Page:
The Cookie Law Explained

Ok, we’re not talking about those delicious things….we’re referring to website cookies.

NOTE: This law pertains to all EU countries, and if you do business in the EU.
Canada and the USA have no cookie laws currently. 

It started as an EU Directive that was adopted by all EU countries in May 2011. The Directive gave individuals rights to refuse the use of cookies that reduce their online privacy. Each country then updated its own laws to comply. In the UK this meant an update to the Privacy and Electronic Communications Regulations.

Why Cookie Law?

Almost all websites use cookies – little data files – to store information in peoples’ web browsers. Some websites contain hundreds of them.

There are other technologies, like Flash and HTML5 Local Storage that do similar things, and these are also covered by the legislation, but as cookies are the most common technology in use, it has become known as the Cookie Law.

What it Means For Business

If you own a website, you will need to make sure it complies with the law, and this usually means making some changes.

If you don’t comply you risk enforcement action from regulators, which in the UK means The Information Commissioners’ Office (ICO). In exceptional cases this can mean a fine.

However, non-compliance could also have other, perhaps more serious consequences than enforcement.  There is plenty of evidence that consumers avoid engaging with websites where they believe their privacy is at risk, and there is a general low level of trust about web tracking by the use of cookies.

What are Cookies Anyway?

Cookies are a kind of short term memory for the web.  They are stored in your browser and enable a site to ‘remember’ little bits of information between pages or visits.

They are widely used to make the web experience more personal, which is generally seen as a positive thing. However some cookies collect data across many websites, creating ‘behavioural profiles’ of people. These profiles can then be used to decide what content or adverts to show you. This use of cookies for targeting in particular is what the law was designed to highlight. By requiring websites to inform and obtain consent from visitors it aims to give web users more control over their online privacy.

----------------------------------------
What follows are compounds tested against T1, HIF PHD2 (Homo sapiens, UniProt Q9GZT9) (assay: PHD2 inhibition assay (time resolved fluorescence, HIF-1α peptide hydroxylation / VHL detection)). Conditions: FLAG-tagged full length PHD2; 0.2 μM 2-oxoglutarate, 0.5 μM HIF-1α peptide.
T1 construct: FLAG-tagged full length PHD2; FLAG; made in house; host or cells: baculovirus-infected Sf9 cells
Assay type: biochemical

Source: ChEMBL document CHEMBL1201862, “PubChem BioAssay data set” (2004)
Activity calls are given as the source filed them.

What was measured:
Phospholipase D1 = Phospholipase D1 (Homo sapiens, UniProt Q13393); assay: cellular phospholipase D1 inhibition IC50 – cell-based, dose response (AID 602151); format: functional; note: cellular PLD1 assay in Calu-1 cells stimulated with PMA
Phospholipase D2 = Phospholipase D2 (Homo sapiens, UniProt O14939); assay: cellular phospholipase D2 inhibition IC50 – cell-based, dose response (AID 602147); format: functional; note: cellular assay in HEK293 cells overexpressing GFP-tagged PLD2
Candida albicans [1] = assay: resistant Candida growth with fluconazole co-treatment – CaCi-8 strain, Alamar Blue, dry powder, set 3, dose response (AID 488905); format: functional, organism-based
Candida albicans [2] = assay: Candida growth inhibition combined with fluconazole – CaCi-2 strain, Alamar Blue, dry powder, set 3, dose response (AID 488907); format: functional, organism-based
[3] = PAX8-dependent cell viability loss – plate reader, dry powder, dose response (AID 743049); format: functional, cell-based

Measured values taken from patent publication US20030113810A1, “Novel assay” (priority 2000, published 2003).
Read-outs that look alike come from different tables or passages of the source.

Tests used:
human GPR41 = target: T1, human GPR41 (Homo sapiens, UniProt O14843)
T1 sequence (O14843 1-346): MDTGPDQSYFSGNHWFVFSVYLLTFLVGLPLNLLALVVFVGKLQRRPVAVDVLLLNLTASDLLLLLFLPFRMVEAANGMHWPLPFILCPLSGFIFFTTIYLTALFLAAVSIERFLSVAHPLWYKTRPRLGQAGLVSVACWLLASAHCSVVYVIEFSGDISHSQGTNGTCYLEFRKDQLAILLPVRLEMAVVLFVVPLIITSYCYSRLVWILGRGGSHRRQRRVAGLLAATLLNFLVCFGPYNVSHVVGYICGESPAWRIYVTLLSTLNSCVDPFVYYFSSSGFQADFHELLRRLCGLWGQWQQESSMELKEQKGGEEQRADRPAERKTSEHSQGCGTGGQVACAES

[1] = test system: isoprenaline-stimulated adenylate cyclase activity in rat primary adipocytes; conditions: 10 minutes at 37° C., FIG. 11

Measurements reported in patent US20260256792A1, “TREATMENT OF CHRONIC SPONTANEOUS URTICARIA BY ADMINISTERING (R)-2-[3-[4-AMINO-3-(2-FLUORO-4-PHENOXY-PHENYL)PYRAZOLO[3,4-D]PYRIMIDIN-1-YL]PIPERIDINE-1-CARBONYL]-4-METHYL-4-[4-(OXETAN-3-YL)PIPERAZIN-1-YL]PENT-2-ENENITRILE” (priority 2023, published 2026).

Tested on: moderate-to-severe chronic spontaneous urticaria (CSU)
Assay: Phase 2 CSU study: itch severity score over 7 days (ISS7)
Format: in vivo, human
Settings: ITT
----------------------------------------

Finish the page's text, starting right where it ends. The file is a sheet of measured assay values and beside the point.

The Benefits of Cookies

Cookies are used in many different ways, and many of them make the web experience much better. However, most of this can be summed up on one word – personalisation.

The online store Amazon is a great example of this. The more you use the site, the more Amazon understands what kind of products you search for and buy. This allows it to make recommendations of products you might like – which could help prevent extensive searching in such a big store.

If you have bought from Amazon and don’t actively sign out from your account, it will remember you when you return – greeting you by name even. It also remembers any items you have put in your shopping basket but not purchased – making it quicker to go through the checkout.

Of course they are doing it for their own benefit as well – all of this increases their sales, but it does benefit users.

In fact online shopping would not be possible without cookies. If we didn’t have cookies, you could not effectively login to a website. Instead you would have to tell it who you are every time you went to a new page, which would be extremely tedious.

Cookies can personalise a website in all sorts of other ways as well – without having to be about shopping. For example, they can be used to remember a user prefers a larger font size than normal. A news website might remember that you like certain types of stories and promote them to the home page.

There are also more subtle uses of cookies that bring benefits that are less tangible.